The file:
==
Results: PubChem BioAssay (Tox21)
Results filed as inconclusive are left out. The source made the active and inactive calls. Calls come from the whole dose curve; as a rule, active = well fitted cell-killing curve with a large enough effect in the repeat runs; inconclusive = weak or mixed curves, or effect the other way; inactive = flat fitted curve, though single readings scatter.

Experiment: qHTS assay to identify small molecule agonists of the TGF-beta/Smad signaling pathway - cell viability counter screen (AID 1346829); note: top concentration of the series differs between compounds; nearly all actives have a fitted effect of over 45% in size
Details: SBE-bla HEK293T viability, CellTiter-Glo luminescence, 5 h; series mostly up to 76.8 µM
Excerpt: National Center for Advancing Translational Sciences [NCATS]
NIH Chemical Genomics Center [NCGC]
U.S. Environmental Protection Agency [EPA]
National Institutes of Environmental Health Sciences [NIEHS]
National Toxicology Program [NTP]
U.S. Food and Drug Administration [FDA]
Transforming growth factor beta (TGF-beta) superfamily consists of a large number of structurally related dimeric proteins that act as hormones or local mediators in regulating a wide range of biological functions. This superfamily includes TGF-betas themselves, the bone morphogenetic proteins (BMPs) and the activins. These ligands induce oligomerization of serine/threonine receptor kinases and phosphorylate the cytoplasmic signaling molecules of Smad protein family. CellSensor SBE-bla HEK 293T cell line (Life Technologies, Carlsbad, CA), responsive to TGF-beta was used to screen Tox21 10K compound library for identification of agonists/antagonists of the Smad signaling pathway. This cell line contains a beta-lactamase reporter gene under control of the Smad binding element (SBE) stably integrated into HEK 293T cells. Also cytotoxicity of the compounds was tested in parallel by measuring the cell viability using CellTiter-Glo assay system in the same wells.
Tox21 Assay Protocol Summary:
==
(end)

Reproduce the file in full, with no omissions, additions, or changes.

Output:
Results: PubChem BioAssay (Tox21)
Results filed as inconclusive are left out. The source made the active and inactive calls. Calls come from the whole dose curve; as a rule, active = well fitted cell-killing curve with a large enough effect in the repeat runs; inconclusive = weak or mixed curves, or effect the other way; inactive = flat fitted curve, though single readings scatter.

Experiment: qHTS assay to identify small molecule agonists of the TGF-beta/Smad signaling pathway - cell viability counter screen (AID 1346829); note: top concentration of the series differs between compounds; nearly all actives have a fitted effect of over 45% in size
Details: SBE-bla HEK293T viability, CellTiter-Glo luminescence, 5 h; series mostly up to 76.8 µM
Excerpt: National Center for Advancing Translational Sciences [NCATS]
NIH Chemical Genomics Center [NCGC]
U.S. Environmental Protection Agency [EPA]
National Institutes of Environmental Health Sciences [NIEHS]
National Toxicology Program [NTP]
U.S. Food and Drug Administration [FDA]
Transforming growth factor beta (TGF-beta) superfamily consists of a large number of structurally related dimeric proteins that act as hormones or local mediators in regulating a wide range of biological functions. This superfamily includes TGF-betas themselves, the bone morphogenetic proteins (BMPs) and the activins. These ligands induce oligomerization of serine/threonine receptor kinases and phosphorylate the cytoplasmic signaling molecules of Smad protein family. CellSensor SBE-bla HEK 293T cell line (Life Technologies, Carlsbad, CA), responsive to TGF-beta was used to screen Tox21 10K compound library for identification of agonists/antagonists of the Smad signaling pathway. This cell line contains a beta-lactamase reporter gene under control of the Smad binding element (SBE) stably integrated into HEK 293T cells. Also cytotoxicity of the compounds was tested in parallel by measuring the cell viability using CellTiter-Glo assay system in the same wells.
Tox21 Assay Protocol Summary: